This article may contain affiliate links; if you click on a shopping link and make a purchase I may receive a commission. As an Amazon Associate, I earn from qualifying purchases.
When planning our two-week road trip around the United States, we used Karl’s dad’s road trip as a guide but also dropped in a few locations we loved or always wanted to see. Last summer, Karl and I had the opportunity to enjoy a couple’s getaway in Columbus, Ohio and we loved the city. We wanted to come back, and bring Emerson with us this time. However due to how far we wanted to go and how little time we had, we could only stay in Columbus for an evening.
I reached out to Experience Columbus, who assisted us with our last trip to the city and they were kind enough to provide us with a hotel room for the evening. We stayed at the SpringHill Suites OSU, right near the college campus.
We got on the road later than expected and pulled into the SpringHill parking lot around 5pm; we walked into the hotel lobby and were surrounded by pink. Pink balloons and streamers, pink lights, pink pillows on the lobby furniture. Emerson was overjoyed, it’s her favorite color and it made her decide this was her favorite hotel EVAR. The pink was for the Thirty-One Gifts conference and we soon realized we were some of the only people in the whole hotel not in Columbus for the conference (and Karl and I were the only two not in pink!). However, the SpringHill Suites staff made us feel as though we were the only people at the hotel.
We stayed in a double queen studio which was so pretty, modern, and clean. Kitchenette, living area, office area, two comfy beds, and two bathrooms (one with toilet and a sink, one with tub and a full vanity).
Since we arrived later than expected and were pretty wiped out from driving right after a full work week, we didn’t have the energy to head to German Village, our original plan for dinner. However both the hotel and some conference attendees recommended the Cap City Diner Grandview which was a block from the hotel. This ended up being the perfect place for dinner! The restaurant is adorable with a retro diner vibe, but modern touches. The staff was phenomenal, and the menu had great variety. They have live music a few nights a week on their outdoor patio and a large indoor bar area, though the part we were in had a completely different vibe and was completely removed to be family-friendly. Sadly we came home and all showered and went to bed, we were exhausted and needed to sleep up for our long drive the next day.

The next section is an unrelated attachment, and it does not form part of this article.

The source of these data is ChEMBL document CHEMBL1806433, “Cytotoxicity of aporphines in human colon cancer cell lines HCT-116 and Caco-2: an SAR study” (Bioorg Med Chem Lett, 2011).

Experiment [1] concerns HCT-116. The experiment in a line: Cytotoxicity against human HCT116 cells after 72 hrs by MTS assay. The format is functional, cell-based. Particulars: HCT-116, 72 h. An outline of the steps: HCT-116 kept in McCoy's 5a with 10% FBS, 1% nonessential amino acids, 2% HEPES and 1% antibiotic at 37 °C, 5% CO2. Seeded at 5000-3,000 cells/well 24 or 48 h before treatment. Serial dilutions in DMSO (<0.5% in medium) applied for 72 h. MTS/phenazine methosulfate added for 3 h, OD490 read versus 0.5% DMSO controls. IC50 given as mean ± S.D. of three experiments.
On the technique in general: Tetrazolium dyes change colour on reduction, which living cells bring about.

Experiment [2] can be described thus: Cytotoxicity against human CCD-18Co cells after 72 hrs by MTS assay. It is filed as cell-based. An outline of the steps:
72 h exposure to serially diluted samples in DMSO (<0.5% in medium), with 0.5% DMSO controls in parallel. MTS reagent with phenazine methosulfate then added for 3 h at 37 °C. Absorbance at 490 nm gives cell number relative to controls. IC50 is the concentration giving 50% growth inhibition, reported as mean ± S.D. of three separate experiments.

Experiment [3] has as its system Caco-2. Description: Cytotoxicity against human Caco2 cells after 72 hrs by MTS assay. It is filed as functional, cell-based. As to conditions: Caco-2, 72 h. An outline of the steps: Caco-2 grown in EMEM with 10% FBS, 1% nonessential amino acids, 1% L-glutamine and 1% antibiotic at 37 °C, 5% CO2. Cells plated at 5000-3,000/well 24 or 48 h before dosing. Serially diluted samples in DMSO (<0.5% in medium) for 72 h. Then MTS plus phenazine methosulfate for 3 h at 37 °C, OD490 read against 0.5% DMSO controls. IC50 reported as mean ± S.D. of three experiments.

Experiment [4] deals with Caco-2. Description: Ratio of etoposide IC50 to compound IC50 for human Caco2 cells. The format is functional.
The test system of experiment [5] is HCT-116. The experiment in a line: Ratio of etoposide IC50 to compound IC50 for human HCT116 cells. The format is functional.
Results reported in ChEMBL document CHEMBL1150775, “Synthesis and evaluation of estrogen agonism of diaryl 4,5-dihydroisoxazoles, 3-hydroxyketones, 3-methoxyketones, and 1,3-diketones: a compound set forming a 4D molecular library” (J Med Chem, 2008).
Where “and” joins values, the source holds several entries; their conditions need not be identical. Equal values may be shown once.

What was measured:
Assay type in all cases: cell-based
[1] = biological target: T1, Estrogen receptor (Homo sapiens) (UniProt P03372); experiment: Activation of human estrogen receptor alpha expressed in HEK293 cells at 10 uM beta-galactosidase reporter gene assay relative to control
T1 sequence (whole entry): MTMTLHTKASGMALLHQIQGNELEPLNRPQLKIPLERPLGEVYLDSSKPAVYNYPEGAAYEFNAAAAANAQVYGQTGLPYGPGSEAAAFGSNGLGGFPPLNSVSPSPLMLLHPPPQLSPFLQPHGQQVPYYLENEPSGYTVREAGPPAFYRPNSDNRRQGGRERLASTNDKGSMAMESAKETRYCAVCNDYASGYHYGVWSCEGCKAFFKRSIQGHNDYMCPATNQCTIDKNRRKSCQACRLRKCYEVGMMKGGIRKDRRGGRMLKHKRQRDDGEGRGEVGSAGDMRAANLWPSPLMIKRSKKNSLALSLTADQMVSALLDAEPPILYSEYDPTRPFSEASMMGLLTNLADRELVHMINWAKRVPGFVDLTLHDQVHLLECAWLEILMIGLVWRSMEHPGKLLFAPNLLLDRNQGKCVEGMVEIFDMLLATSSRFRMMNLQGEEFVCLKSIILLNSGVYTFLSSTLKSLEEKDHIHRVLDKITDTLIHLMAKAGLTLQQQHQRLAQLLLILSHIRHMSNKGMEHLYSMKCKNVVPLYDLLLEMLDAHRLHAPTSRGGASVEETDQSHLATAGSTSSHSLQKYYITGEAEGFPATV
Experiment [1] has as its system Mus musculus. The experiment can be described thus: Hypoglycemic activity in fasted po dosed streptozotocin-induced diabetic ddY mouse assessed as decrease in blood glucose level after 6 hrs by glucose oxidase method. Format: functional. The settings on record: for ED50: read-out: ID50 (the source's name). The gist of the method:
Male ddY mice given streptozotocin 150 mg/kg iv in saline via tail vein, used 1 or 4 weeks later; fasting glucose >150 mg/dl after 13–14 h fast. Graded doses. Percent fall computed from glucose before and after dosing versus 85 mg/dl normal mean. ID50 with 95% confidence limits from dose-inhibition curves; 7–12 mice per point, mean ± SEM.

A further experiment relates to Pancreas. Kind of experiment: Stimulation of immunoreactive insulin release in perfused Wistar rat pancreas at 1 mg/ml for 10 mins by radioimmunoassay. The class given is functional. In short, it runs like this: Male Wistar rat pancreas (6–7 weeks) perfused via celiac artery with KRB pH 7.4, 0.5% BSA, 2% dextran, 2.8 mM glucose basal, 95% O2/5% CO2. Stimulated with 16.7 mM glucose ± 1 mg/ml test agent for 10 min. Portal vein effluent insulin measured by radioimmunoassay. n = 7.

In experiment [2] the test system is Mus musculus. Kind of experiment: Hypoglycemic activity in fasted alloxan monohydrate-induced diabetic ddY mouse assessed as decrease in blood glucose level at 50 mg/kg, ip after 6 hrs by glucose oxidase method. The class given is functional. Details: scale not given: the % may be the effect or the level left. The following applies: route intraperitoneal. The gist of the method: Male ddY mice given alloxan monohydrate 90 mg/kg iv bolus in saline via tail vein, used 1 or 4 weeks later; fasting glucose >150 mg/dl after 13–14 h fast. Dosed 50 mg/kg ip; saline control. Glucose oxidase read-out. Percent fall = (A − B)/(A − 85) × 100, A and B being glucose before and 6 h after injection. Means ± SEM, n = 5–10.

The next morning I got up early and used the hotel gym, which was spacious and had modern equipment, a wall of windows, and plenty of light. When my family work, we had the complimentary breakfast available at SpringHill Suites. Make your own waffles, eggs, sausage, plenty of pastries, cereals, yogurt, a great variety of drinks and lots of cut and whole fresh fruit. The lobby was packed with Thirty-One Gifts consultants, and they were so sweet and so excited, wearing their lanyards, pink shirts, and monogrammed bags. It reminded me of the fun I had when I worked for The Body Shop and then later was an at-home consultant; being surrounded by those with the same passion is so energizing and fun! But once we and the car were fueled up, we thanked SpringHill Suites for a wonderful and relaxing stay and got back on the road.
On the Road
It’s over six hours from Columbus, Ohio to our next destination, St. Louis Missouri and that doesn’t include stops for gas, bathrooms, and food. Emerson was a trooper on this trip, very little whining, was on almost the same bathroom schedule as us, and understanding when we wouldn’t buy her a trinket at every single stop. Since she is the only child, she had the backseat to herself… well her and the iceless cooler. We brought this cooler and while it won’t make drinks icy, it was nice to have water, juice boxes, and yes, two cases of La Croix nice and cool without having to buy drinks. With this attachment you can plug it into your hotel room, but every hotel and motel we stayed at ended up having a fridge so we just moved the contents with us and left the iceless cooler open to air out. But to keep Emerson comfortable and entertained we had:
- This cushion for the seat belt, which she LOVED and wants to keep using
- This tray table which is very nice quality and the perfect size to fit over her booster seat, but she hardly used other than flipping it upside down and making it a bed for her doll
- Mad Libs, which were a blast for all of us and a great way for her to understand adjectives, nouns, proper nouns, and verbs… though got pretty annoying when she turned every adjective, noun, and verb into something poop-related
- This book, which was ignored except for the stickers which ended up on my shoulder, her tray table, the cooler, and everywhere except the book
- This journal which she started before she left and then only used to doodle in
- This book and this book which were never opened (she preferred reading books she knew or having me read aloud legends and myths)
- Adult coloring books (she prefers to kiddie ones) and a pack of colored pencils in a roll which were used a bit but were used before the trip and will continue to be used after. But a good choice for the car since they can’t be used on my shoulder, her tray table, the cooler, and everywhere except a coloring book
- This shower caddy which we hooked onto the back of a seat by removing the headrest, using the enclosed rings, and clamping the headrest back in place. It held all kinds of things and since it’s mesh it won’t collect dust and crumbs. We’re going to keep it in the car because it’s so useful
- A mini version of the MyPillow and a fleece blanket we had around the house
- These headphones for her tablet, which kept things from being too loud for her ears or too loud for us
- Evelyn and Waffles (her two favorite dolls), Corduroy and Crystal (her two favorite stuffed animals to sleep with), and a Vera Bradley handbag my sister found in her closet and gave to Emerson which she stuffed with her “essentials” like a lip gloss with a Disney character on it, sunglasses, hat, a few Shopkins, clothes for Evelyn and Waffles, a box that held a pair of earrings at one time, a ribbon, and my old pink flip phone from a decade ago.